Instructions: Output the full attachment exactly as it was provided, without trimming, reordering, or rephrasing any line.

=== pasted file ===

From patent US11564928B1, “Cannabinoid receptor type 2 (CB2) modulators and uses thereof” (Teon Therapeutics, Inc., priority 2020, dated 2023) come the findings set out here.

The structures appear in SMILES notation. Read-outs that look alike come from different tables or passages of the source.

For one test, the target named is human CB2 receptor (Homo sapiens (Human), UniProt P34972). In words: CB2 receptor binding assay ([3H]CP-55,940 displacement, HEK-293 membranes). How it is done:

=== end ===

From patent US11564928B1, “Cannabinoid receptor type 2 (CB2) modulators and uses thereof” (Teon Therapeutics, Inc., priority 2020, dated 2023) come the findings set out here.

The structures appear in SMILES notation. Read-outs that look alike come from different tables or passages of the source.

For one test, the target named is human CB2 receptor (Homo sapiens (Human), UniProt P34972). In words: CB2 receptor binding assay ([3H]CP-55,940 displacement, HEK-293 membranes). How it is done: